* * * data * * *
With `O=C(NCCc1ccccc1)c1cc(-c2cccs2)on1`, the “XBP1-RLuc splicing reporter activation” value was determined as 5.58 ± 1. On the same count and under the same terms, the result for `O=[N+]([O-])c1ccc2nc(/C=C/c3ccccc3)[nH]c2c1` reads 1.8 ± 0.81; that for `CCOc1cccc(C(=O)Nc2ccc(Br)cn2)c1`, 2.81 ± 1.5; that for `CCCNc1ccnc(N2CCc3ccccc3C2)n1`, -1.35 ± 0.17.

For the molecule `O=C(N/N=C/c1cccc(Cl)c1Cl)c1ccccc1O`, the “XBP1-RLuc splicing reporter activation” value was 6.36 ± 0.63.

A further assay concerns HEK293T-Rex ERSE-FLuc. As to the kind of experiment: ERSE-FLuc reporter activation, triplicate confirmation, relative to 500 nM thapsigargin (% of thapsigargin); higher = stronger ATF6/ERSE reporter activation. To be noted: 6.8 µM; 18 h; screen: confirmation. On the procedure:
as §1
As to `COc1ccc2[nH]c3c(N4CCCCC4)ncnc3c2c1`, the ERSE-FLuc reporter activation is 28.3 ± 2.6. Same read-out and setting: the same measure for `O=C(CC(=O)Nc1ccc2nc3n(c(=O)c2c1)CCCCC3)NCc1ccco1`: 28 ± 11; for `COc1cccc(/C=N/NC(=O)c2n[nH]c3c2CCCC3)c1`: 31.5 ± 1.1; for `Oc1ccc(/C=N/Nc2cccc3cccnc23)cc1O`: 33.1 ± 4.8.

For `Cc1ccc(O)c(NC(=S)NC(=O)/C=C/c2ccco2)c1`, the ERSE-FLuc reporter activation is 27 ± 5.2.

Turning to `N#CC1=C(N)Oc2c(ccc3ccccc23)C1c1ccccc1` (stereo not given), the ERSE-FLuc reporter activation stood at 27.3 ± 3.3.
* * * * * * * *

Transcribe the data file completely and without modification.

With `O=C(NCCc1ccccc1)c1cc(-c2cccs2)on1`, the “XBP1-RLuc splicing reporter activation” value was determined as 5.58 ± 1. On the same count and under the same terms, the result for `O=[N+]([O-])c1ccc2nc(/C=C/c3ccccc3)[nH]c2c1` reads 1.8 ± 0.81; that for `CCOc1cccc(C(=O)Nc2ccc(Br)cn2)c1`, 2.81 ± 1.5; that for `CCCNc1ccnc(N2CCc3ccccc3C2)n1`, -1.35 ± 0.17.

For the molecule `O=C(N/N=C/c1cccc(Cl)c1Cl)c1ccccc1O`, the “XBP1-RLuc splicing reporter activation” value was 6.36 ± 0.63.

A further assay concerns HEK293T-Rex ERSE-FLuc. As to the kind of experiment: ERSE-FLuc reporter activation, triplicate confirmation, relative to 500 nM thapsigargin (% of thapsigargin); higher = stronger ATF6/ERSE reporter activation. To be noted: 6.8 µM; 18 h; screen: confirmation. On the procedure:
as §1
As to `COc1ccc2[nH]c3c(N4CCCCC4)ncnc3c2c1`, the ERSE-FLuc reporter activation is 28.3 ± 2.6. Same read-out and setting: the same measure for `O=C(CC(=O)Nc1ccc2nc3n(c(=O)c2c1)CCCCC3)NCc1ccco1`: 28 ± 11; for `COc1cccc(/C=N/NC(=O)c2n[nH]c3c2CCCC3)c1`: 31.5 ± 1.1; for `Oc1ccc(/C=N/Nc2cccc3cccnc23)cc1O`: 33.1 ± 4.8.

For `Cc1ccc(O)c(NC(=S)NC(=O)/C=C/c2ccco2)c1`, the ERSE-FLuc reporter activation is 27 ± 5.2.

Turning to `N#CC1=C(N)Oc2c(ccc3ccccc23)C1c1ccccc1` (stereo not given), the ERSE-FLuc reporter activation stood at 27.3 ± 3.3.